Advertisement

FDA and EPA: Pregnant and Breast-Feeding Women Should Eat More Fish — Physician’s First Watch

Medical News |
June 11, 2014

FDA and EPA: Pregnant and Breast-Feeding Women Should Eat More Fish

By Kristin J. Kelley

Edited by David G. Fairchild, MD, MPH, and Richard Saitz, MD, MPH, FACP, FASAM

Pregnant women and those who might become pregnant, as well as breast-feeding women and children, should eat of a variety of fish two to three times a week (8–12 oz. weekly) to support growth and development, the FDA and EPA recommend in draft guidance. The fish should be low in mercury (e.g., canned light tuna, catfish, cod, salmon, tilapia).

The recommendation, which is consistent with the USDA's 2010 Dietary Guidelines for Americans, also advises against eating the following types of fish because they contain higher levels of methylmercury:

  • Albacore tuna (limit of 6 oz./week)

  • King mackerel

  • Shark

  • Swordfish

  • Tilefish (from the Gulf of Mexico)

Pregnant women are not eating enough fish, according to an FDA analysis. Data based on some 1000 women found that 21% had not consumed any fish in 1 month and 75% ate less than 4 oz. a week.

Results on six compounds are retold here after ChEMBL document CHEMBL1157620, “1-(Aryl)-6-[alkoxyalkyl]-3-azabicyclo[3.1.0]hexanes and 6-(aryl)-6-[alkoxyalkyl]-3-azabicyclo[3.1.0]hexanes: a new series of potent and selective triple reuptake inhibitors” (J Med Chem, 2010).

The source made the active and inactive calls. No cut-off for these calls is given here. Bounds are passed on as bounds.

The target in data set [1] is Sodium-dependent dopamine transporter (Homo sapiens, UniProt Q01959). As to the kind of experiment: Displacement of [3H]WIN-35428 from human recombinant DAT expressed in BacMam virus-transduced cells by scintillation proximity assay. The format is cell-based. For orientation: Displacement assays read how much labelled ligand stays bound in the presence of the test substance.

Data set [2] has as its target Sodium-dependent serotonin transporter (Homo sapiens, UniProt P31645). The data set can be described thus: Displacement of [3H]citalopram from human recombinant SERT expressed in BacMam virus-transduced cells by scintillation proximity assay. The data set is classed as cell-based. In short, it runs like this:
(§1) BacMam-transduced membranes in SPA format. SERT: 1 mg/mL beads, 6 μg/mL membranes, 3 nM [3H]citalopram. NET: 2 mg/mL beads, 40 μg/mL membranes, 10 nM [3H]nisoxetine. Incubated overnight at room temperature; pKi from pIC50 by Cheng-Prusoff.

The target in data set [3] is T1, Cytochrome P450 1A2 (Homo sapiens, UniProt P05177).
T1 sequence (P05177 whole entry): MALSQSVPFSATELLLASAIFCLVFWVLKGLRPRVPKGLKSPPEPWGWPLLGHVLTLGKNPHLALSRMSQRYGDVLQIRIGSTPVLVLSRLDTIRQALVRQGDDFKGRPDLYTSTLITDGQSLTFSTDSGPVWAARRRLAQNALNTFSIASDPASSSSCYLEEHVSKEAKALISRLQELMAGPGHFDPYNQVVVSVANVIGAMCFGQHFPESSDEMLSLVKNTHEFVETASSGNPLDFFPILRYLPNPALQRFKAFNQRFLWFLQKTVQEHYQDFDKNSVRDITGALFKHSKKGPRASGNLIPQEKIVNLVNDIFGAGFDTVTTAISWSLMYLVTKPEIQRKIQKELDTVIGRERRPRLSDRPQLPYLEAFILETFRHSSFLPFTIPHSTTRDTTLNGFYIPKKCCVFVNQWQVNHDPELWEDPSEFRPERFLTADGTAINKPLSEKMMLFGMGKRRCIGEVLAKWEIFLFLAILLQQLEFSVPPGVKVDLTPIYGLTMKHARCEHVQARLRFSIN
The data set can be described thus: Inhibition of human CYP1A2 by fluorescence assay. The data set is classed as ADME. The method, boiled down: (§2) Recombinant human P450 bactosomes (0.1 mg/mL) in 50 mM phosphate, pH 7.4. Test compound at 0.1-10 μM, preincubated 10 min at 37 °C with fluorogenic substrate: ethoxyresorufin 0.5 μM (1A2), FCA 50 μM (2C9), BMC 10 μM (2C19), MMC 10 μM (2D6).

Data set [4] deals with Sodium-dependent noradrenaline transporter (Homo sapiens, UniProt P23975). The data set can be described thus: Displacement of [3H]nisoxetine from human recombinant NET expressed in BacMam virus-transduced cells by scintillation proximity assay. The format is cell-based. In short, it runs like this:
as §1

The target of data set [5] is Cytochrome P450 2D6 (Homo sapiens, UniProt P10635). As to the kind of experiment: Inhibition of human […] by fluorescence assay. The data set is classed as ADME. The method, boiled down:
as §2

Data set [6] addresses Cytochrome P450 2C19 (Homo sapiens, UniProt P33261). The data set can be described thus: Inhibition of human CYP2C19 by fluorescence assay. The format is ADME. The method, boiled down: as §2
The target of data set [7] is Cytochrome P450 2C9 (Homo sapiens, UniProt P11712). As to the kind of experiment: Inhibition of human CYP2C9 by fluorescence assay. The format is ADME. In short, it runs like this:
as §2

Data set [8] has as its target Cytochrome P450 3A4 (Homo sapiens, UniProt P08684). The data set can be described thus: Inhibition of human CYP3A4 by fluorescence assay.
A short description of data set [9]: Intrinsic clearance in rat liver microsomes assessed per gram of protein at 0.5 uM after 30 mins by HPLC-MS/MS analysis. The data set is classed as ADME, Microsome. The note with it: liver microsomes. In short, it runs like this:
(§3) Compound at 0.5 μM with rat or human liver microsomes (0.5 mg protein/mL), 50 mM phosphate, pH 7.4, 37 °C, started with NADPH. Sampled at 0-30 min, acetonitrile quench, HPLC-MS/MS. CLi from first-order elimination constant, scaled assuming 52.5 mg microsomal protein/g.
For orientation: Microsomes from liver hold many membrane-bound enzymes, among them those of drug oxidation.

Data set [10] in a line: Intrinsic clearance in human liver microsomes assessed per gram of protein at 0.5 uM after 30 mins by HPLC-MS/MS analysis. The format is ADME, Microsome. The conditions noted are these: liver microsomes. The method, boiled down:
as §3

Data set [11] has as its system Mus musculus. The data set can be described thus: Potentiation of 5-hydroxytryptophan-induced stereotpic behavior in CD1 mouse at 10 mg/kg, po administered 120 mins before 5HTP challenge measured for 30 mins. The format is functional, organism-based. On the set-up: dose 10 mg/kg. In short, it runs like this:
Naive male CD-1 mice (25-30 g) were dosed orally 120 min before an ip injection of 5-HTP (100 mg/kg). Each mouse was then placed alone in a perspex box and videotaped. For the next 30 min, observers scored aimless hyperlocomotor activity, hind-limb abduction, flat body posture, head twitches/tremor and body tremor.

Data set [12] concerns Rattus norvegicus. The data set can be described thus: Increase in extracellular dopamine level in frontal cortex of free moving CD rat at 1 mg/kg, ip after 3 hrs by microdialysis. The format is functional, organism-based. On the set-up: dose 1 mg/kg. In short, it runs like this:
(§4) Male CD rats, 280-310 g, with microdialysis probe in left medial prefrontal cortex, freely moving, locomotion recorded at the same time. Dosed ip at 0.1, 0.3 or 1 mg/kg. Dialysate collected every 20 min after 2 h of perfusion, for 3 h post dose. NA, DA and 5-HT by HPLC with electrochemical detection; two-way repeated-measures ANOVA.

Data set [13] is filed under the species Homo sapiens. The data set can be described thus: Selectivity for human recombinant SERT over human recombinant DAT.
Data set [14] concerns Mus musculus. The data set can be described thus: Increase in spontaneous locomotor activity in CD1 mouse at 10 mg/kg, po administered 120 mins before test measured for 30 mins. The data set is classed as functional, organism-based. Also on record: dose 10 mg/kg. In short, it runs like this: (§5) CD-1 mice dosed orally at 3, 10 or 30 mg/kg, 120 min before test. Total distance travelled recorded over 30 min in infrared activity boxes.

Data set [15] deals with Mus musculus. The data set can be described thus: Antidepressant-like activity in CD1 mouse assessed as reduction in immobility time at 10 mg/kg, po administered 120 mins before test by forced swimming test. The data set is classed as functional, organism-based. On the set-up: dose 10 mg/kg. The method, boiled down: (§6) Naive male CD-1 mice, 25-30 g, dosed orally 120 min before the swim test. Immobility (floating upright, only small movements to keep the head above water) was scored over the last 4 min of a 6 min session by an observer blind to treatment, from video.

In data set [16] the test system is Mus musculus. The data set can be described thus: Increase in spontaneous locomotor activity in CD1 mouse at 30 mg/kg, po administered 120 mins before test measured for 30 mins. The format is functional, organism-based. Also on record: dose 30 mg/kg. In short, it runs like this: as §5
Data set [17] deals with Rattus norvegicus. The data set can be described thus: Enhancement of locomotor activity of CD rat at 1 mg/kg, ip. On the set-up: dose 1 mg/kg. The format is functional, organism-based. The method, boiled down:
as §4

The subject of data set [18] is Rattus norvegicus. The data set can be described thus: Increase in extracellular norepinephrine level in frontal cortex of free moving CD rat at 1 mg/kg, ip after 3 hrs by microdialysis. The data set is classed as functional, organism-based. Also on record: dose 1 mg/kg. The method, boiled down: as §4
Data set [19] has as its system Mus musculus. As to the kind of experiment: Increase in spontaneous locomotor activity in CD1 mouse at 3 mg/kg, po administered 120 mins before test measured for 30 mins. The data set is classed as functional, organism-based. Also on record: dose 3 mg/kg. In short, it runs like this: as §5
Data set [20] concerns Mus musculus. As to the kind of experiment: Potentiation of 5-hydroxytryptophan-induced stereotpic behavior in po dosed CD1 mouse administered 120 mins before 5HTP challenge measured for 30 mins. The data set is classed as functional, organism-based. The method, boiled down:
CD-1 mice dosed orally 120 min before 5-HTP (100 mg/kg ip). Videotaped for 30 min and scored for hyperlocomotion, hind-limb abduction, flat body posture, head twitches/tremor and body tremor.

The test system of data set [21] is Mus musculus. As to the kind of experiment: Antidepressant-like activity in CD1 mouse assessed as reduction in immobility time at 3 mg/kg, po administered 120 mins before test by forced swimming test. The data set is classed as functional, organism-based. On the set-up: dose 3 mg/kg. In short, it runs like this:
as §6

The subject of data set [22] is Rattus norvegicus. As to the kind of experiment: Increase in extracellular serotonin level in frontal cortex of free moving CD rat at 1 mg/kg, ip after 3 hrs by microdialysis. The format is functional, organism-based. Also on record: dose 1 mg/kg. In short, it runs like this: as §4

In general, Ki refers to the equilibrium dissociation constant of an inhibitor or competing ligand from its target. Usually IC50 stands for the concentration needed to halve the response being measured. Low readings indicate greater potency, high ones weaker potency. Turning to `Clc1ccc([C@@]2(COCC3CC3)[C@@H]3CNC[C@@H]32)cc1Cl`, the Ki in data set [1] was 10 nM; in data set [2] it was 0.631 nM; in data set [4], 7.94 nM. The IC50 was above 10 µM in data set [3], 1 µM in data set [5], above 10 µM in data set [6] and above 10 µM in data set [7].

Reader Comments (1)

Magali Gravier Other, Other

Mercury is toxic, but what about pesticides? It seems that some fish farms in Norway treat salmon with unauthorized pesticides. On 3 June 2013, the French " Agence nationale de sécurité sanitaire de l’alimentation, de l’environnement et du travail (Anses) has downed the recommendations from 3 times a week to not more than twice a week, because it is not sure whether the benefits of eating (a.o. fatty) fish like e.g. salmon but also sweet water fish ("bio-accumulators") are higher than the negative risk due over-exposition to chemicals. In other words, testing fish for mercury is one thing, but does it allow concluding on the extent to which fish is "safe", knowing that some fish may contain other toxic substances?

Your Comment

(will not be published)

Filtered HTML

  • Allowed HTML tags: <a> <em> <strong> <cite> <blockquote> <code> <ul> <ol> <li> <dl> <dt> <dd>
  • Web page addresses and e-mail addresses turn into links automatically.
  • Lines and paragraphs break automatically.

Plain text

  • No HTML tags allowed.
  • Web page addresses and e-mail addresses turn into links automatically.
  • Lines and paragraphs break automatically.
Do you have any conflict of interest to disclose?
CAPTCHA
This question is for testing whether you are a human visitor and to prevent automated spam submissions.
Image CAPTCHA
Enter the characters shown in the image.

Vertical Tabs

* Required

Reader comments are intended to encourage lively discussion of clinical topics with your peers in the medical community. We ask that you keep your remarks to a reasonable length, and we reserve the right to withhold publication of remarks that do not meet this standard.

PRIVACY: We will not use your email address, submitted for a comment, for any other purpose nor sell, rent, or share your e-mail address with any third parties. Please see our Privacy Policy.

Advertisement
Advertisement
Advertisement